Warning: this review contains spoilers for the play (c1591).
The very succesful Theatre in the Park returns this year with the Shakespeare tragedy, Romeo and Juliet. Not my particular favourite, I prefer the darkness of Macbeth, but in the intimate surroundings of the open air theatre it was a joy to behold. We entered the circular arena, with no race style restrictions on bringing your own alcohol, with the smell of smoked salmon and the sound of corks popping, as a stray pigeon swooped down looking for a savoury cast off. One couple were chowing down on a pizza express, everything was civilised and casual, the scene marshalled by the Performs staff in their cool blue uniforms. My best fiend Cllr Jones pondered if drinking in the park would be allowed under the proposed PSPO…. “That’s council business” I replied.. This wasn’t a night for council matters, it was a night for love, culture and death.
Weather worries were quickly swept away as the sun broke through just before the start. The opening scene features a raft of colourful anti social behaviour, from two excellent guitar strumming (unlicensed!) buskers, street unination and a massive family feud including an attack with a piece of pastry. Though the play was set in Verona, the mainly Northern accented cast grounded the play in a universal reality and stressed the common themes transcending borders and peoples. The Scottish Romeo,Adam Harley (“ that’s David Tennant” remarked Jennie) enters the action already lost in unrequited love bounding across the stage with his pal the equally energetic Benvolio (Thomas Richardson). Experienced TV actor James Holmes, I recognised him from Miranda and other things was also good as the head of the Capulet household. Juliet , the eloquent 14 year old, Jessica Clark, portrayed angsty and all powerful teenage love with tenderness and the occasional heartfelt growl.
Police sirens and hooting owls from the outside world seemed to warn of the doom that lay ahead just prior to a fantastic party scene, with some olde- worlde ballroom dancing and the simple but effective music. Performed live, its melody transported me to another place, even with an ear infection. Romeo and Juliet meet and the rest is history. Moments of great comedy deflect from the coming darkness, with a fair amount of interaction with the audience, the Russell Brand-esque Mercutio being particularly fun, with looks of joy being observed all around the audience. Soon, the eponymous stars are crazy in love, but their essential likeability prevents it descending into a tenth doctor/Rose style nausea fest. Theres a whirlwind romance, but it all goes a bit wrong at the end of the act with some well choreographed gang warfare leading to multiple deaths.. That escalated quickly…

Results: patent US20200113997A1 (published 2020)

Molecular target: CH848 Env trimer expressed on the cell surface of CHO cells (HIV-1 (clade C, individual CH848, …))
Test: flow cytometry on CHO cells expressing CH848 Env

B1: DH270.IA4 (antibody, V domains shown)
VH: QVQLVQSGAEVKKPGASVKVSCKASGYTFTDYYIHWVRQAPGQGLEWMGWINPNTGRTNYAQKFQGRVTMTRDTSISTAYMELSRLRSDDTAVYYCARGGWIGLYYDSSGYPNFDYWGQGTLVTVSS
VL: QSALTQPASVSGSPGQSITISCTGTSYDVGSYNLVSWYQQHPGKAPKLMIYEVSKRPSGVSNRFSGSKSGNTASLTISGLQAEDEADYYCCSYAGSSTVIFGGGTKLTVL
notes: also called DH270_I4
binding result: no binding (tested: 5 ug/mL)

The darker second half begins just as night is starting to fall. “Come, gentle night, give me my Romeo” implores Juliet as things spiral out of control .A rejected arranged marriage leads to a vengeful mr Capulet telling his daughter she might as well die in the street, re- inforcing R +J’s “us against the world” mentality. A mix up with a special potion ,and Romeo meeting up with a backstreet poison dealer leads to it all ending in tears with the lovers in each others arms, united in death. The final scene by candlelight as everyone mourns, to a beautiful Italian elegy sung and played by the cast, who gather round, their world in bits..
Romeo and Juliet is brilliant, the magic of the language and the universal themes transcending other issues, the play could feature feuding Blacon/Lache families, or the Conservative/Labour parties in cwac, its all about love. And its clear this production has been put together with love, from the cast, the music and the staging, it brings a special magic to Chester
With thanks to @chesterperforms
Pic credits from @jennie4povey
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